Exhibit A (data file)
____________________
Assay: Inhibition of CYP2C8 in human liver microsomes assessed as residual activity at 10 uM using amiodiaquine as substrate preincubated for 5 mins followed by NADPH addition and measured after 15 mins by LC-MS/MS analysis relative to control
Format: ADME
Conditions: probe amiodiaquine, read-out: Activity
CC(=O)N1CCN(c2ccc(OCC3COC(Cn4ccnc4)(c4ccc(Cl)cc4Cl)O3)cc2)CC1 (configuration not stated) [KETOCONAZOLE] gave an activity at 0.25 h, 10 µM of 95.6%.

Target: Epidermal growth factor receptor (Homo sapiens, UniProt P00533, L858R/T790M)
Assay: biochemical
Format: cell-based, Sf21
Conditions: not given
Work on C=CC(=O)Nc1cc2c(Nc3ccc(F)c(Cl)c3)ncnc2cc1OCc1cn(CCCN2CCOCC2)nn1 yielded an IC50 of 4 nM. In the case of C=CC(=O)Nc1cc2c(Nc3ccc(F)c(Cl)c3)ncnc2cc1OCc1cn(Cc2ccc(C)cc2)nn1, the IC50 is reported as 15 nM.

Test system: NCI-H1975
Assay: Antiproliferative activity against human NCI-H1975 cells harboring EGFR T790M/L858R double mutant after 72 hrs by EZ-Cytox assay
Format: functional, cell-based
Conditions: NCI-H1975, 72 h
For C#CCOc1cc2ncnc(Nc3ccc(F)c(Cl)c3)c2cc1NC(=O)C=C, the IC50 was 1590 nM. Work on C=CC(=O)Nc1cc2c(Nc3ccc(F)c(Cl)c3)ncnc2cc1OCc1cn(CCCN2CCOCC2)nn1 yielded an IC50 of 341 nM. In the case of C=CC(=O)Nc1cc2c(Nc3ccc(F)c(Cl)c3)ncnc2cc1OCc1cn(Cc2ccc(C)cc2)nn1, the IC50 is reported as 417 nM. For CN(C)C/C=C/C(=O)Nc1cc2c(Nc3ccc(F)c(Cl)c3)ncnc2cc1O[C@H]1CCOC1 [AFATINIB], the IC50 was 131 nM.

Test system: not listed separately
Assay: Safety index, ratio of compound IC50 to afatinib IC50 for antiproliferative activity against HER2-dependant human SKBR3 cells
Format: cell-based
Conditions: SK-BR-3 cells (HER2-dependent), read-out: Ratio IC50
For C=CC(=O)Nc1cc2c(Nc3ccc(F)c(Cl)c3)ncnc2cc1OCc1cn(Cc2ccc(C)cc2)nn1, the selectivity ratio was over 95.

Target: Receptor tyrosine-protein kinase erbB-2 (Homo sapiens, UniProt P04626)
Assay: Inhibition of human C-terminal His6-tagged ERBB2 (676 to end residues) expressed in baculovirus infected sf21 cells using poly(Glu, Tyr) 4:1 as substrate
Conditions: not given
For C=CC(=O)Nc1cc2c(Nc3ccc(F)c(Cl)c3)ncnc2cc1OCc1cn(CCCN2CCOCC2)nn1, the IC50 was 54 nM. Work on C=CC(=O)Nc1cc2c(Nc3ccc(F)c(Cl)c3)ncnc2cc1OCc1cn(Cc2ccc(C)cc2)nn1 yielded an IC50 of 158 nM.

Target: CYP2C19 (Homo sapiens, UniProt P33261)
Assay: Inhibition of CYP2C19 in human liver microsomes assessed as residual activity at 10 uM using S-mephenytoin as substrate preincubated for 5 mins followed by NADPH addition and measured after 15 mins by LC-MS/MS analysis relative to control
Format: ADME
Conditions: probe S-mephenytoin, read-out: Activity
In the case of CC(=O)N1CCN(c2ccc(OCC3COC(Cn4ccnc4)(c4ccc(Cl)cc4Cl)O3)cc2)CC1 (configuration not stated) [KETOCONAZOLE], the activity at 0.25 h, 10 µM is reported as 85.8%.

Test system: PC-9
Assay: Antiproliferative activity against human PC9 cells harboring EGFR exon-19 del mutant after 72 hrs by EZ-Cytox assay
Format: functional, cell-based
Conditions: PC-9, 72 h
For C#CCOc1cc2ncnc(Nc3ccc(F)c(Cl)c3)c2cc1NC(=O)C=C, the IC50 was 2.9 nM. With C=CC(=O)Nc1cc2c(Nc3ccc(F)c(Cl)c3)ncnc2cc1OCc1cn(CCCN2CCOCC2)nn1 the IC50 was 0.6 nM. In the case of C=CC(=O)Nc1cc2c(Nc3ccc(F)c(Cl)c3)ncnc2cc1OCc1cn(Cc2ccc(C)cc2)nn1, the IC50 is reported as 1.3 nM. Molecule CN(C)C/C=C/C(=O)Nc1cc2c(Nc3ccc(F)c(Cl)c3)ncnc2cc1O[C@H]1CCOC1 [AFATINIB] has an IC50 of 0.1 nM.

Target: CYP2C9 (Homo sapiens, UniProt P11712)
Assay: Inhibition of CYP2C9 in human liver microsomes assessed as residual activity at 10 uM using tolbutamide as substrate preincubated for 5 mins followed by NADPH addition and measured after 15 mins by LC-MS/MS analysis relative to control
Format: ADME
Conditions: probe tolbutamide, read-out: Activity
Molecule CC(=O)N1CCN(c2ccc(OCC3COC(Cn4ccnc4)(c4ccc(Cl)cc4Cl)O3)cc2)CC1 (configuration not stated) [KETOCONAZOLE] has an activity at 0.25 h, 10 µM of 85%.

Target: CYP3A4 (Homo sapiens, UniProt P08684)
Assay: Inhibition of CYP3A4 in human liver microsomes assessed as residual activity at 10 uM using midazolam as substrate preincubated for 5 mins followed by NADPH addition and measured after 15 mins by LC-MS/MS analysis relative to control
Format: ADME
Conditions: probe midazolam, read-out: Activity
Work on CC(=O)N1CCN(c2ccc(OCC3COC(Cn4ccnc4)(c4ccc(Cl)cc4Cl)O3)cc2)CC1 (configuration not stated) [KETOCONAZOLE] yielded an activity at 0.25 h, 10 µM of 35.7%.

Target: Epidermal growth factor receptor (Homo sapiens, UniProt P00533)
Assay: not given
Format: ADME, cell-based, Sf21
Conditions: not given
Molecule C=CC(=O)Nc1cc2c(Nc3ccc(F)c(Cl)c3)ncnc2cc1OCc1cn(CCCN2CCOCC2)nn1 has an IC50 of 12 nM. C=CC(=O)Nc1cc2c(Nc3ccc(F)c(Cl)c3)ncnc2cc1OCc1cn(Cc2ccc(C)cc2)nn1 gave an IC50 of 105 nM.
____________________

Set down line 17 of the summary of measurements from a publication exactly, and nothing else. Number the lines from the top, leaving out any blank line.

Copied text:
Format: cell-based